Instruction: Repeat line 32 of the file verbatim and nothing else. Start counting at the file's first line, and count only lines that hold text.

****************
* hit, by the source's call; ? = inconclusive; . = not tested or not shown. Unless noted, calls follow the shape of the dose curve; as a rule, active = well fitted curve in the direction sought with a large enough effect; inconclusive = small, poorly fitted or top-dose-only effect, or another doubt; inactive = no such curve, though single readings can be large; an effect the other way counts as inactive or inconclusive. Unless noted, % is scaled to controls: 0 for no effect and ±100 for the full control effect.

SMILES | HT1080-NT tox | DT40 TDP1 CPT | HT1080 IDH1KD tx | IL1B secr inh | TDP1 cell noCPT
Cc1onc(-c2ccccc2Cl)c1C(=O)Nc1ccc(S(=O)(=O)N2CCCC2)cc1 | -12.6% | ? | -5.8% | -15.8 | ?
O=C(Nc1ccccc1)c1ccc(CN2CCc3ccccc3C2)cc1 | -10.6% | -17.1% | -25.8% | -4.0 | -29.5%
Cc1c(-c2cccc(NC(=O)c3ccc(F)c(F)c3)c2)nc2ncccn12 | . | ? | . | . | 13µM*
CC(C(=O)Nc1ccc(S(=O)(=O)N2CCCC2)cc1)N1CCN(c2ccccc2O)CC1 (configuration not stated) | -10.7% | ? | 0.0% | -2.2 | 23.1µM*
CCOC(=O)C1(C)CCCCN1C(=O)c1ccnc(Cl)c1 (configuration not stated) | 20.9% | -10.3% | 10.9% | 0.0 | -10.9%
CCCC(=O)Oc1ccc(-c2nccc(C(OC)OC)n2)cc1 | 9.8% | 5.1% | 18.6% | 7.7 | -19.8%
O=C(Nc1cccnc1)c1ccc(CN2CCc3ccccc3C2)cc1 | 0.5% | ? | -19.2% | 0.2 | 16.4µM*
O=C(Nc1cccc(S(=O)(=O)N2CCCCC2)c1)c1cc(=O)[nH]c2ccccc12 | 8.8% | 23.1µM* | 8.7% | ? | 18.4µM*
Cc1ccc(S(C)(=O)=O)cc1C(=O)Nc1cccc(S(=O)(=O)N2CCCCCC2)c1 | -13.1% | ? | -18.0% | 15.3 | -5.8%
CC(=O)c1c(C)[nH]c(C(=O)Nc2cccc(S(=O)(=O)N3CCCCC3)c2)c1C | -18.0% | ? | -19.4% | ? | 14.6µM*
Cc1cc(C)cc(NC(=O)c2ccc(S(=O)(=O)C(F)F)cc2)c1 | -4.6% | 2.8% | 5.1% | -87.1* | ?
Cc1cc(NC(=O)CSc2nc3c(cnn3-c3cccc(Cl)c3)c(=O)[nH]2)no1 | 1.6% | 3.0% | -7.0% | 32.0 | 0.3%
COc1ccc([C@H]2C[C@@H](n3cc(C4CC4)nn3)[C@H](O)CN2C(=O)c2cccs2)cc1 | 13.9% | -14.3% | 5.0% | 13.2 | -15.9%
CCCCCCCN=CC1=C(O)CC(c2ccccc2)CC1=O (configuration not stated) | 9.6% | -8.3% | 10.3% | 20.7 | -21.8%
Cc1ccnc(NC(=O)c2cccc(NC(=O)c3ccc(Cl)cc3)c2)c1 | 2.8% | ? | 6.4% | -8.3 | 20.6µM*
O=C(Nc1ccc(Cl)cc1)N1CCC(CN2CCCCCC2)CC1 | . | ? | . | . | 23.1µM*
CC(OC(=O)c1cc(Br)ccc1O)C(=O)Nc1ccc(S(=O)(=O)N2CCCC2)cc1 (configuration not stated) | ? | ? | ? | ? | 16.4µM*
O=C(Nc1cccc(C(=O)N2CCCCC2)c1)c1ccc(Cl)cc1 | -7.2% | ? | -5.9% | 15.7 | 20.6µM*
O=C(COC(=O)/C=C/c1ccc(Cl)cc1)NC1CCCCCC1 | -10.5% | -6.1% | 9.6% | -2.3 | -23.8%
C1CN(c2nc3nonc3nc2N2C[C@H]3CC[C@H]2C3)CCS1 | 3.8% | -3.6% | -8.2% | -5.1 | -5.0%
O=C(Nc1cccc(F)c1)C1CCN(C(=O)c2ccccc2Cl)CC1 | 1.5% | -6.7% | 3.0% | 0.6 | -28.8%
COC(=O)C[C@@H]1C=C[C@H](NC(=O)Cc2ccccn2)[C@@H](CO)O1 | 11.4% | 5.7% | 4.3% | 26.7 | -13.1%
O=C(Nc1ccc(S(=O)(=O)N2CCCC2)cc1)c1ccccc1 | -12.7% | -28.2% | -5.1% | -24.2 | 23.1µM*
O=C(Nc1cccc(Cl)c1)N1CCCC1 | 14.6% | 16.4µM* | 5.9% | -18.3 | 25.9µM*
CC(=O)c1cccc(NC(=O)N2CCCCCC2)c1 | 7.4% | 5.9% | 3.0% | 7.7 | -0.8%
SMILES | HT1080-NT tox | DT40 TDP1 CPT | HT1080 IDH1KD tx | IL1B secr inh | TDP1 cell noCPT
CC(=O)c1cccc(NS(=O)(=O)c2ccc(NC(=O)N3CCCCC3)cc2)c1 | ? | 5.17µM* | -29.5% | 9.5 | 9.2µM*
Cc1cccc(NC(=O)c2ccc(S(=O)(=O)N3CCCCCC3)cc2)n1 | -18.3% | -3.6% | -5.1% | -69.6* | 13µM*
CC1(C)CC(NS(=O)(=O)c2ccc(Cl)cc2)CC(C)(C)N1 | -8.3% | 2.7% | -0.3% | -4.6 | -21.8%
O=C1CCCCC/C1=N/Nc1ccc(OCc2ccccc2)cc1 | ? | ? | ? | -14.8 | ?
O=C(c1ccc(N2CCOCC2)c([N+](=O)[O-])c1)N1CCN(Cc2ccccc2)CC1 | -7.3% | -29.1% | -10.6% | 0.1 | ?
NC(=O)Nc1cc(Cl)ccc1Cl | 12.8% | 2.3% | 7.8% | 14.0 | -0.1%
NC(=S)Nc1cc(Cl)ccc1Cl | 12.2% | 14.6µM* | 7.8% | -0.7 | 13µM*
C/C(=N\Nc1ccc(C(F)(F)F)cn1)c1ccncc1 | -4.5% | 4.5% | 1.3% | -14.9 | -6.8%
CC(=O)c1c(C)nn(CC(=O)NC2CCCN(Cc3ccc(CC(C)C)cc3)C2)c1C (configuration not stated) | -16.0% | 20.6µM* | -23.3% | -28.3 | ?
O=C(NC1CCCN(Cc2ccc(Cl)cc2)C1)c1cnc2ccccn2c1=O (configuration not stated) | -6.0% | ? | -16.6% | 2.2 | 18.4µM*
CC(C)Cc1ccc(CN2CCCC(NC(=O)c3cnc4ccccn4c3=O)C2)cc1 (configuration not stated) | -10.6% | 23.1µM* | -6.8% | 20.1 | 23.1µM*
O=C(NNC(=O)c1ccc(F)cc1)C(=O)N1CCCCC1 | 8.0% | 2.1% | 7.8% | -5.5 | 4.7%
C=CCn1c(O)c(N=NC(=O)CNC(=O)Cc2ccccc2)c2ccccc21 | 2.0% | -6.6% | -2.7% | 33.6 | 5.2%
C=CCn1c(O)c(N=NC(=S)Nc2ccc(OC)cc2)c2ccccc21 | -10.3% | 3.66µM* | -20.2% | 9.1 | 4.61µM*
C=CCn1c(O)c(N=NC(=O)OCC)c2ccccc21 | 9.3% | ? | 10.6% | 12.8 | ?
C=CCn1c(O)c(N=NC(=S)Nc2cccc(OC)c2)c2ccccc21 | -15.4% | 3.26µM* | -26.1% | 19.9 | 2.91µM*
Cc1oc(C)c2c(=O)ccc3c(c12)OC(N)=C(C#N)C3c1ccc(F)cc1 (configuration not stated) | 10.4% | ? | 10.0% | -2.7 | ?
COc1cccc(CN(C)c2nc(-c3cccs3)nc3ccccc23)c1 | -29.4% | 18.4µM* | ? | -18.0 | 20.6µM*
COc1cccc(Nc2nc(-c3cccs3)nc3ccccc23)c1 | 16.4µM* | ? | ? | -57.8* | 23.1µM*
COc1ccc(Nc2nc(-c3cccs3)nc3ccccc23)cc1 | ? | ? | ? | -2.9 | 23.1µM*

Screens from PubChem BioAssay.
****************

O=C1CCCCC/C1=N/Nc1ccc(OCc2ccccc2)cc1 | ? | ? | ? | -14.8 | ?